NEW YORK (TheStreet) -- Memorial Day is the unofficial start of hot dog season.
Get out the grill. Go to a ballgame. Go to a beach or a park and start a fire. Or just shut the kids up with the easy meal solution of meat in tube form.
The two largest hot dog producers are Hillshire Brands' (HSH) BallPark Franks and Kraft's (KRFT) Oscar Meyer and they make a great contrast for investors. They're close in size, with BallPark having sales of $565 million and Oscar Meyer bringing in $523 million last year.
Kraft is conservative, focused on returning cash to shareholders. Hillshire is aggressive, focused on growth.
Kraft started the hot dog season with some unpleasant headlines, a recall of 96,000 pounds of wieners. It wasn't really a health scare, more a case of mislabeling cheese dogs as meat ones, but it is emblematic of a key difference between the two companies.
Kraft is primarily a dairy company, with nine different cheese brands including Philadelphia Cream Cheese, Breakstone cottage cheese, Polly-O mozzarella and Velveeta processed cheese.
Hillshire, by contrast, is mainly a meat company. Hillshire Farms is deli meats. Jimmy Dean is sausages. Aidelis is chicken sausage. Gallo Salame is, well, salami. State Fair wraps hot dogs in corn batter and produces corn dogs. Even its Sara Lee bakeries have a deli meat brand.
Oscar Meyer is one of 30 brands run by Kraft, which had revenue of $18.2 billion last year and net income of $2.71 billion, or $4.83 per share. Hillshire lists 15 core brands, and turned in revenue last year of $2.9 billion, with $184 million in profit, or $1.88 per share.
It's in their boardrooms that you'll find the biggest difference.
Kraft is the product of a 2012 spinoff that turned its snack food unit into Mondelez (MDLZ). At the time the company said Mondelez brands like Oreo, Nabisco, Cadbury and Gevalia were taking marketing attention from its "basic" products, and the split would help Kraft concentrate on them.
Since then, Mondelez shares are down over 10% while those of Kraft are up almost 25%. Kraft has become a solid yield stock, its 52 cent-per-share quarterly dividend delivering a yield of 3.66%.
Until the dividend is threatened, weakness is a chance to get a higher yield. Right now less than half of net income goes out as dividends. Thus the stock only fell .5% in the face of a recent cheese recall.
Hillshire CEO Sean Connolly, by contrast, is focused mostly on growth, backed by Citadel LLC, a hedge fund run by Kenneth Griffin, which recently raised his stake in the company to 5% of the common.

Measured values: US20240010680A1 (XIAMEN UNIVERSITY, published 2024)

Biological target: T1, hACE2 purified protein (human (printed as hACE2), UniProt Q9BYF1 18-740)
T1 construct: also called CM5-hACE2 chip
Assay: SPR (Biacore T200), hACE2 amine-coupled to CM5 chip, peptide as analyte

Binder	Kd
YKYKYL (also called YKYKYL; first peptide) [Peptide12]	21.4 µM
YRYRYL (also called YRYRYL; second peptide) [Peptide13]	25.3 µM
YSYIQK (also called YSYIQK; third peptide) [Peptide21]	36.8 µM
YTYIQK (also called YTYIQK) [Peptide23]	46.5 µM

Last year, Connolly bought Golden Island, which makes sense since it makes meat jerky. He followed it up with a $165 million deal to buy Van's Natural Foods, which makes frozen waffles, from a private equity firm.
The prize here is Birds Eye, the frozen food giant. But is the prize worth the price? TheStreet has downgraded the stock.
The price is 50% above Hillshire's current $4.4 billion market cap, and gives Pinnacle holders nearly one-third of the resulting company, plus $18 in cash per share. The resulting company will have to take on more debt to pay that $2.1 billion in cash -- Hillshire listed just $2.5 billion in total assets in March.
This deal also has private capital's handwriting on it -- Pinnacle was spun-out by Blackstone just a year ago after being acquired in 2007 -- and while some feel the price is too high given Hillshire's size, plus the debt load, a shareholder's rights attorney is sniffing about the deal claiming the price is too low.
Hillshire itself is a spinoff. It's most of the former Sara Lee, which chose the Hillshire name while spinning-off its international operations into D.E. Master Blenders in 2012, after selling the fresh bakery businesses to Grupo Bimbo of Mexico.
The business resulting from the Pinnacle deal will have annual sales of $6.6 billion, still only one-third the size of Kraft, but with a bullet.
So would you like profits or growth with that hot dog? This is America -- you get your choice.
At the time of publication the author owned no shares in companies mentioned in this story.
This article represents the opinion of a contributor and not necessarily that of TheStreet or its editorial staff.